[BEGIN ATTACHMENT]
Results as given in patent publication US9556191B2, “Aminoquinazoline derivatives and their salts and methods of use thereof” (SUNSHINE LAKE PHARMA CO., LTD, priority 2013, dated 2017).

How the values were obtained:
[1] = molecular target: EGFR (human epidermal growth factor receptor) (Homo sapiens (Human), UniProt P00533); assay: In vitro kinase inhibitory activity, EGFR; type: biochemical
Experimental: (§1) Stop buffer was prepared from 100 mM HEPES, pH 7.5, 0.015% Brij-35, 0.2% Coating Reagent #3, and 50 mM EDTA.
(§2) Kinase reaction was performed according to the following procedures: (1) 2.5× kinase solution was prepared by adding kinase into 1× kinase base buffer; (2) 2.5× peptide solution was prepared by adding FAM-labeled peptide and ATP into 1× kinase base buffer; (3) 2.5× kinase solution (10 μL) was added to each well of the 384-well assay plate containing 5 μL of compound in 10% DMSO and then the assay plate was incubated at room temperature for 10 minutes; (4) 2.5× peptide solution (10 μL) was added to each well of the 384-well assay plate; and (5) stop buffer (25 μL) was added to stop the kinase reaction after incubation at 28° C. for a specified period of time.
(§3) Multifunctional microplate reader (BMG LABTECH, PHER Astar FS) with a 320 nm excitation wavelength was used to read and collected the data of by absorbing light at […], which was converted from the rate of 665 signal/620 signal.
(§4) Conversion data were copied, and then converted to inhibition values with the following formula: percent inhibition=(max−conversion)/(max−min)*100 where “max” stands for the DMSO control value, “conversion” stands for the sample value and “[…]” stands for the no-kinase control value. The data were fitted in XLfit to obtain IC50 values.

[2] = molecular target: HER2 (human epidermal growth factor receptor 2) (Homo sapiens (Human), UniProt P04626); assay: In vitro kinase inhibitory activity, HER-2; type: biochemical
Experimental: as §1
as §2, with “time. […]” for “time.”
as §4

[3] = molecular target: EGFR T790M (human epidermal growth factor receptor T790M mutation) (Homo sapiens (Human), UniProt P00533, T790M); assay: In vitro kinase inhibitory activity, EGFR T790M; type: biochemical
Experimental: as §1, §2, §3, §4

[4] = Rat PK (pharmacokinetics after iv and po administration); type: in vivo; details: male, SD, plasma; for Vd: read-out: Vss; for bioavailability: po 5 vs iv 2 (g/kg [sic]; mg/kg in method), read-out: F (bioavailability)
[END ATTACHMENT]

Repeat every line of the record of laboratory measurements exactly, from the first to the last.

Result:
Results as given in patent publication US9556191B2, “Aminoquinazoline derivatives and their salts and methods of use thereof” (SUNSHINE LAKE PHARMA CO., LTD, priority 2013, dated 2017).

How the values were obtained:
[1] = molecular target: EGFR (human epidermal growth factor receptor) (Homo sapiens (Human), UniProt P00533); assay: In vitro kinase inhibitory activity, EGFR; type: biochemical
Experimental: (§1) Stop buffer was prepared from 100 mM HEPES, pH 7.5, 0.015% Brij-35, 0.2% Coating Reagent #3, and 50 mM EDTA.
(§2) Kinase reaction was performed according to the following procedures: (1) 2.5× kinase solution was prepared by adding kinase into 1× kinase base buffer; (2) 2.5× peptide solution was prepared by adding FAM-labeled peptide and ATP into 1× kinase base buffer; (3) 2.5× kinase solution (10 μL) was added to each well of the 384-well assay plate containing 5 μL of compound in 10% DMSO and then the assay plate was incubated at room temperature for 10 minutes; (4) 2.5× peptide solution (10 μL) was added to each well of the 384-well assay plate; and (5) stop buffer (25 μL) was added to stop the kinase reaction after incubation at 28° C. for a specified period of time.
(§3) Multifunctional microplate reader (BMG LABTECH, PHER Astar FS) with a 320 nm excitation wavelength was used to read and collected the data of by absorbing light at […], which was converted from the rate of 665 signal/620 signal.
(§4) Conversion data were copied, and then converted to inhibition values with the following formula: percent inhibition=(max−conversion)/(max−min)*100 where “max” stands for the DMSO control value, “conversion” stands for the sample value and “[…]” stands for the no-kinase control value. The data were fitted in XLfit to obtain IC50 values.

[2] = molecular target: HER2 (human epidermal growth factor receptor 2) (Homo sapiens (Human), UniProt P04626); assay: In vitro kinase inhibitory activity, HER-2; type: biochemical
Experimental: as §1
as §2, with “time. […]” for “time.”
as §4

[3] = molecular target: EGFR T790M (human epidermal growth factor receptor T790M mutation) (Homo sapiens (Human), UniProt P00533, T790M); assay: In vitro kinase inhibitory activity, EGFR T790M; type: biochemical
Experimental: as §1, §2, §3, §4

[4] = Rat PK (pharmacokinetics after iv and po administration); type: in vivo; details: male, SD, plasma; for Vd: read-out: Vss; for bioavailability: po 5 vs iv 2 (g/kg [sic]; mg/kg in method), read-out: F (bioavailability)